Getting good audio in noisy environments

Getting good audio in noisy environments


We’ve all been there: just when your interview has started, someone nearby thinks it of utmost importance to start inflating their rubber swimming pool or violently water the plants. Joking aside, getting good audio in noisy environments like bars, festivals, and other less then pristine places can be challenging. Here are some tips to get good audio on the spot, saving you time trying to fix it later.

Move the microphone off of the camera


While many brands offer dedicated ‘on-camera’ microphones that conveniently slot into the hot-shoe on your camera, it’s the worst place for a microphone to be. To get better sound, your microphone should be as close to the sound source as it can get. No matter if you have a hyper-directional microphone, if it’s more than a few feet away from your subject, you will hear the room sound, voices will sound thin, and any background noise will likely get picked up.

If you have an on-camera mic like the Røde videomic or the Sennheiser MKE-400, get a minijack extension cable to move the microphone off camera and closer to your subject. It will instantly improve your audio.

Not the best idea...


Point your microphone upwards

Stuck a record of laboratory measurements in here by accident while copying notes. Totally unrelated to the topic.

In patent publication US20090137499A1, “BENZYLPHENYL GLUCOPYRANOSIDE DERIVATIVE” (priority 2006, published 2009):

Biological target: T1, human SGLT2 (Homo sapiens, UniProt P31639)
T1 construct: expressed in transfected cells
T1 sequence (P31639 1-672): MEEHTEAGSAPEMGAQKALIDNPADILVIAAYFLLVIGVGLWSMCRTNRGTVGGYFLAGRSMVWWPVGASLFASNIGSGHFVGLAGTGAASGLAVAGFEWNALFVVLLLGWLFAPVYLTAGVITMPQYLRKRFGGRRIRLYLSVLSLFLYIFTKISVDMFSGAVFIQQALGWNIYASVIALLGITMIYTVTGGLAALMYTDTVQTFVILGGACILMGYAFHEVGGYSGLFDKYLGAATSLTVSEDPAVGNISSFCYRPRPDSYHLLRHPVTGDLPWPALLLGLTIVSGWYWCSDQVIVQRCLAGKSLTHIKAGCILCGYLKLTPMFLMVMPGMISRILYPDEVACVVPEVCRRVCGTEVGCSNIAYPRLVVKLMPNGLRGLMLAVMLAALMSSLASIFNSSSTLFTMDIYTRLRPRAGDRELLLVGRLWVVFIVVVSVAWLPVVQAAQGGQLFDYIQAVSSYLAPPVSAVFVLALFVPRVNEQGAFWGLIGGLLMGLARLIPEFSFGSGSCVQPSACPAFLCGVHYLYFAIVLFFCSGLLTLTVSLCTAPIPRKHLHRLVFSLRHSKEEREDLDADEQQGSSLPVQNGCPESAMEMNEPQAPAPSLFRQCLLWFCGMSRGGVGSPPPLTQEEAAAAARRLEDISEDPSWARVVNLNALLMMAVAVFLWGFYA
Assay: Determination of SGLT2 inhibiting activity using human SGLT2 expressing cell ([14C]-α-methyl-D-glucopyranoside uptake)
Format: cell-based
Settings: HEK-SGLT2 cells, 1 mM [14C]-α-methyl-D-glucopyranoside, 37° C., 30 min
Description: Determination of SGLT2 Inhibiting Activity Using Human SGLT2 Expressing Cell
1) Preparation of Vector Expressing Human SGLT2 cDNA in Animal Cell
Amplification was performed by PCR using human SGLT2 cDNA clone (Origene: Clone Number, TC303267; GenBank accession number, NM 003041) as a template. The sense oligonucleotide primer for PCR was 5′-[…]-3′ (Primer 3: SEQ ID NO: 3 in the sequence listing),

If you have one of the aforementioned on-camera mics, a shotgun or any other directional mic, point it upwards when recording. Although shotguns are most commonly seen pointed downwards from a boom, this also increases your chances of picking up clothes rustling, fingers fumbling, and footsteps. Pointing your shotgun horizontally will increase your chances of picking up background noise. Pointing your shotgun towards the sky will give give you the cleanest sound, simply because there isn’t any sound coming from the sky. Unless your shooting under an airplane flight route, that is.

Go (hyper-)cardioid


Shotgun microphones are best at rejecting background noise because of their great directivity, but there are many scenarios where a shotgun isn’t the best option. Most shotguns don’t perform well indoors, and they often require a separate boom operator to get truly good results. In such cases a lavalier or reporter mic might be a better option.

While lavalier mics are a boon to one-man production crews, lavs often have an omnidirectional pickup pattern, making them a lot less useful in noisy environments. Omnidirectional mics (as the name suggests) pick up sound from every direction, so if you’re in a noisy environment or empty hall, that sound also gets picked up. For these demanding situations, a cardioid lav mic like the Sennheiser ME 4 can be a great solution. Cardioid mics are more directional than omnidirectional mics and have a tighter pickup pattern.

The same goes for reporter mics: while the most common ones like the Electrovoice RE-50, Sennheiser MD-42 and the Røde Reporter are omnidirectional, cardioid reporter mics like the Sennheiser MD-46 are much better at rejecting background noise. This comes at a cost though: cardioid reporter mics are more prone to wind- and handling-noise.

The Sennheiser MD-46 cardioid reporter mic

If all else fails...


If you’ve tried all the above, but still the inevitable happens and your set gets audiobombed by a man in a zorro suit, be sure to film it and include it in your edit. Viewers will at least understand what the noise comes from, and more easily be able to filter out the sound.




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